Tuesday, June 28

What Goes Around. . .

Everyone must be aware by now of the Supreme Court's decision last week to expand the concept of eminent domain to include giving privately owned land to companies if the government can generate greater tax revenue or other economic benefit from the company than from the private owner. That ruling is so destructive of basic property rights in America that it's hard to believe the Supreme Court isn't going to say "just foolin'" and move on.

But "what goes around comes around," they say, and so it has for Justice Souter, who voted in favor of the judgement. Freestar Media, LLC has applied to the city of Weare, New Hampshire for permission to build a hotel on the site of Justice Souter's home. And it gets better. . .

On Monday June 27, Logan Darrow Clements faxed a request to Chip Meany, the code enforcement officer of the Towne of Weare, New Hampshire, seeking to start the application process to build a hotel on 34 Cilley Hill Road. This is the present location of Mr. Souter's home.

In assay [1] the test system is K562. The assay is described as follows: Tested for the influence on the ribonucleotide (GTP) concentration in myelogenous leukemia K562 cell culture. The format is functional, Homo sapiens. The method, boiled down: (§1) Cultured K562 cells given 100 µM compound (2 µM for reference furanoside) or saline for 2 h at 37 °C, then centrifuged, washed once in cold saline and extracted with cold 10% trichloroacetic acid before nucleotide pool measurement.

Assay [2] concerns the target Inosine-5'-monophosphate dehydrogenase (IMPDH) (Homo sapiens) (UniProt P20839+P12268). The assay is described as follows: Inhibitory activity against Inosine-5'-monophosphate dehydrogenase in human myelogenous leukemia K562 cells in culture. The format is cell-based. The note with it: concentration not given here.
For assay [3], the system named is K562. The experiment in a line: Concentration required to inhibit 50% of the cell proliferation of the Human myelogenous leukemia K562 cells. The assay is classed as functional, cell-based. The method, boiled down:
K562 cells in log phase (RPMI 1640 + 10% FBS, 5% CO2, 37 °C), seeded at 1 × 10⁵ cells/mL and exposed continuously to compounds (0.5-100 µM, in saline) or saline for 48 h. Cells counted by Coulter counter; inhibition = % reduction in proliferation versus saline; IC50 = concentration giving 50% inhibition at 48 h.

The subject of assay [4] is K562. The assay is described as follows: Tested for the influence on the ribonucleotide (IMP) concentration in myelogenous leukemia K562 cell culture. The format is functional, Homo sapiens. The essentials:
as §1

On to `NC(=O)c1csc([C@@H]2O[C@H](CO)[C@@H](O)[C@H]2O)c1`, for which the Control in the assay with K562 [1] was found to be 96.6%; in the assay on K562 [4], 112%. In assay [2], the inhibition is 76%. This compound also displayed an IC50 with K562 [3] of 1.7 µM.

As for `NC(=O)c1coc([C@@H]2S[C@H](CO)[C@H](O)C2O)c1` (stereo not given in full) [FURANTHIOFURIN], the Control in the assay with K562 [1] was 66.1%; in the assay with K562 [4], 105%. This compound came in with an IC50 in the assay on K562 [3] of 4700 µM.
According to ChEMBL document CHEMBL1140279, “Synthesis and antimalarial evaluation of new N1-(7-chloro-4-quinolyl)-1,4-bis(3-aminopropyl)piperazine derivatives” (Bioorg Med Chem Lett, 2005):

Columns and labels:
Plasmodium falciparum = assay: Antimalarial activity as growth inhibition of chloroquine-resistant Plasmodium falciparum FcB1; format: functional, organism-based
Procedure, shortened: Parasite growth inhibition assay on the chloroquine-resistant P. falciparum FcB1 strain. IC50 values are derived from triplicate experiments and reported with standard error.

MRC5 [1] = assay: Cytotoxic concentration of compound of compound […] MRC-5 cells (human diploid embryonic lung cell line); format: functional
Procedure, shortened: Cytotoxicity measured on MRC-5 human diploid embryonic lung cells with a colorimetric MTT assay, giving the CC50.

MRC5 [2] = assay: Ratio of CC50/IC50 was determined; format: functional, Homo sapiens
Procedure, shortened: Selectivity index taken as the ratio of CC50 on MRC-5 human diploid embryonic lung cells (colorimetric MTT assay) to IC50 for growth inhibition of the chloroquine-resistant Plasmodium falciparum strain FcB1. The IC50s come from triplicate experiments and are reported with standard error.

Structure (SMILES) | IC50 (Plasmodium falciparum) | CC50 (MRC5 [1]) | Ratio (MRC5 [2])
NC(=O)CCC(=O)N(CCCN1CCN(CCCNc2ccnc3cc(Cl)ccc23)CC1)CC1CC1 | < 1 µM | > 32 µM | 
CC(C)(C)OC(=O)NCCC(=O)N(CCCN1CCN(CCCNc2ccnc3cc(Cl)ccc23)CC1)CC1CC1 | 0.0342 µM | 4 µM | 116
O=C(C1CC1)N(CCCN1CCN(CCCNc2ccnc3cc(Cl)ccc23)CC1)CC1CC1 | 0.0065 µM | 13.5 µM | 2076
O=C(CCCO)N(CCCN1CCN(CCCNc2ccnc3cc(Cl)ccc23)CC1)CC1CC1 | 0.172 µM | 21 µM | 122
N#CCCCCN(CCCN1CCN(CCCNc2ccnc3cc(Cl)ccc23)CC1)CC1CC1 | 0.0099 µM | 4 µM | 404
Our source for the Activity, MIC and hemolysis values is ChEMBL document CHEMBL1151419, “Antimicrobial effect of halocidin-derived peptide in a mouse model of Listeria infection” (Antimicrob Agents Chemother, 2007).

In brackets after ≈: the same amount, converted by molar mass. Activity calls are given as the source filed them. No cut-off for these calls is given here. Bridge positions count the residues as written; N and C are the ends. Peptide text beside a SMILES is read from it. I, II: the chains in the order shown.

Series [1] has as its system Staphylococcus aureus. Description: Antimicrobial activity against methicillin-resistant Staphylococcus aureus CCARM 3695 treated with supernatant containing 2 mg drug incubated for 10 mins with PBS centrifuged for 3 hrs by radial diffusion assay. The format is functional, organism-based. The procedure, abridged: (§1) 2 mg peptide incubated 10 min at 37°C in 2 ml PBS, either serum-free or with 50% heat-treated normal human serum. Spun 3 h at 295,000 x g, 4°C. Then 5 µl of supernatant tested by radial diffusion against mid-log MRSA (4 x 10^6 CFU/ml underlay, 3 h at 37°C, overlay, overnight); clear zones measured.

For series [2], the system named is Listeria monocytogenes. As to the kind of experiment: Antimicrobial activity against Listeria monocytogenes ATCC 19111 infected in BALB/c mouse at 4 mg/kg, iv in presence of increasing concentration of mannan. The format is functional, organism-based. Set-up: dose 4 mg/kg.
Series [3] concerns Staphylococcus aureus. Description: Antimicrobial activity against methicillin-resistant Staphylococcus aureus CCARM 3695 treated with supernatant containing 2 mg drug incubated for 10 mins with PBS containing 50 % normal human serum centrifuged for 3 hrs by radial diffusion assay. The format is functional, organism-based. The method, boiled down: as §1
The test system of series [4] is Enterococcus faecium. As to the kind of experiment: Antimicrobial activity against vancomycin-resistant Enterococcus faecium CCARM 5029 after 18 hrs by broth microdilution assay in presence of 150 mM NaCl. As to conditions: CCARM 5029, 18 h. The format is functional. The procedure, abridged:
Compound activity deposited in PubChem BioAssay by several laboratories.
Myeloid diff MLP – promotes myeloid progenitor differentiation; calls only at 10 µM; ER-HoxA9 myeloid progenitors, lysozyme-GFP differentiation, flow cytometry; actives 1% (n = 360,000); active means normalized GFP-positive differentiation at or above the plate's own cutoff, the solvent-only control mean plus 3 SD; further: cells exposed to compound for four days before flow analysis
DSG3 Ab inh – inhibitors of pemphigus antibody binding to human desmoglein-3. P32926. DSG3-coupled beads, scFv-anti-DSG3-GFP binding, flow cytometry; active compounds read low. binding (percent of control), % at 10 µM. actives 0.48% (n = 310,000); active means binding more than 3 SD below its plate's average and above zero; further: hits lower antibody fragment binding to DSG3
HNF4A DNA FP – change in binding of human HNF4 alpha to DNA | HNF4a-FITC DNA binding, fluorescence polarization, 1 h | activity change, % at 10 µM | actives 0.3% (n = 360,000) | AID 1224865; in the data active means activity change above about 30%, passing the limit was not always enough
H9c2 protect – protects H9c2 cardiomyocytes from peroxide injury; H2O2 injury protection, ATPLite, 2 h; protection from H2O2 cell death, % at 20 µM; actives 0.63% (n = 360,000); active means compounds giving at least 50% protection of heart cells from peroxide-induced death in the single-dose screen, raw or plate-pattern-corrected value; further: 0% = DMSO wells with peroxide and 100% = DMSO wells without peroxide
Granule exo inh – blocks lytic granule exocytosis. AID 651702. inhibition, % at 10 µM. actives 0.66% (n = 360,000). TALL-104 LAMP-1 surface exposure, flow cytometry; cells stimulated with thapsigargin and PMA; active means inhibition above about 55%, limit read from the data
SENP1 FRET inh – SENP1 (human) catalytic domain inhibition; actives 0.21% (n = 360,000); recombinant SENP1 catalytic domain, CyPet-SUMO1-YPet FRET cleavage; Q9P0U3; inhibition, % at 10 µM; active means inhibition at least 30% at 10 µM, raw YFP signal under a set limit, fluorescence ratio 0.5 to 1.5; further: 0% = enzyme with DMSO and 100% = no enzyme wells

Clements, CEO of Freestar Media, LLC, points out that the City of Weare will certainly gain greater tax revenue and economic benefits with a hotel on 34 Cilley Hill Road than allowing Mr. Souter to own the land.

The proposed development, called "The Lost Liberty Hotel" will feature the "Just Desserts Café" and include a museum, open to the public, featuring a permanent exhibit on the loss of freedom in America. Instead of a Gideon's Bible each guest will receive a free copy of Ayn Rand's novel "Atlas Shrugged."

Clements claims that the site is particularly appropriate for the hotel because it has been the home of someone "largely responsible for destroying property rights for all Americans."

Clements needs the votes of three city councilmen to begin construction of his hotel.

Here's to Mr. Clements -- best wishes for the success of his Lost Liberty Hotel.

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